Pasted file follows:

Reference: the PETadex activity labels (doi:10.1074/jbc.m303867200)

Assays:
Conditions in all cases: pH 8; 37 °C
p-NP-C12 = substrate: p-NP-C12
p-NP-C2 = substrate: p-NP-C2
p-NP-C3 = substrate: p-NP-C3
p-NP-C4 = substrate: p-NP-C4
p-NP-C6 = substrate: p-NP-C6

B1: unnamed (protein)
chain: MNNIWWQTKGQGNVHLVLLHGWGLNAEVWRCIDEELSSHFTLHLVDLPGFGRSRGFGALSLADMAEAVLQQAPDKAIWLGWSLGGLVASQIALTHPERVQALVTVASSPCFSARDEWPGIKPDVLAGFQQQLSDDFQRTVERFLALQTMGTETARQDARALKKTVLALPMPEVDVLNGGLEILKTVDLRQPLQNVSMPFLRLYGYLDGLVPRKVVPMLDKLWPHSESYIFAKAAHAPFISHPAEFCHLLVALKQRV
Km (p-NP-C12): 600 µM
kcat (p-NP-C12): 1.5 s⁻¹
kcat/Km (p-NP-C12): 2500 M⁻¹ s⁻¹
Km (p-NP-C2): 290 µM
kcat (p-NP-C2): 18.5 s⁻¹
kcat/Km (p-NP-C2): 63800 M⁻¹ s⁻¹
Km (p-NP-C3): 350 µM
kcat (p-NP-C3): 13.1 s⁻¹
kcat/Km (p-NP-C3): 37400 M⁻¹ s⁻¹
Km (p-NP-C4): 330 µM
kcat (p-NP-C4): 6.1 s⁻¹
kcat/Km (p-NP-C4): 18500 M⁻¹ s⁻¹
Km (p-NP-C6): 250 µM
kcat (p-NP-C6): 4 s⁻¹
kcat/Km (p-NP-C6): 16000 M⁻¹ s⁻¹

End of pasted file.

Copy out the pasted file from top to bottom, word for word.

Reference: the PETadex activity labels (doi:10.1074/jbc.m303867200)

Assays:
Conditions in all cases: pH 8; 37 °C
p-NP-C12 = substrate: p-NP-C12
p-NP-C2 = substrate: p-NP-C2
p-NP-C3 = substrate: p-NP-C3
p-NP-C4 = substrate: p-NP-C4
p-NP-C6 = substrate: p-NP-C6

B1: unnamed (protein)
chain: MNNIWWQTKGQGNVHLVLLHGWGLNAEVWRCIDEELSSHFTLHLVDLPGFGRSRGFGALSLADMAEAVLQQAPDKAIWLGWSLGGLVASQIALTHPERVQALVTVASSPCFSARDEWPGIKPDVLAGFQQQLSDDFQRTVERFLALQTMGTETARQDARALKKTVLALPMPEVDVLNGGLEILKTVDLRQPLQNVSMPFLRLYGYLDGLVPRKVVPMLDKLWPHSESYIFAKAAHAPFISHPAEFCHLLVALKQRV
Km (p-NP-C12): 600 µM
kcat (p-NP-C12): 1.5 s⁻¹
kcat/Km (p-NP-C12): 2500 M⁻¹ s⁻¹
Km (p-NP-C2): 290 µM
kcat (p-NP-C2): 18.5 s⁻¹
kcat/Km (p-NP-C2): 63800 M⁻¹ s⁻¹
Km (p-NP-C3): 350 µM
kcat (p-NP-C3): 13.1 s⁻¹
kcat/Km (p-NP-C3): 37400 M⁻¹ s⁻¹
Km (p-NP-C4): 330 µM
kcat (p-NP-C4): 6.1 s⁻¹
kcat/Km (p-NP-C4): 18500 M⁻¹ s⁻¹
Km (p-NP-C6): 250 µM
kcat (p-NP-C6): 4 s⁻¹
kcat/Km (p-NP-C6): 16000 M⁻¹ s⁻¹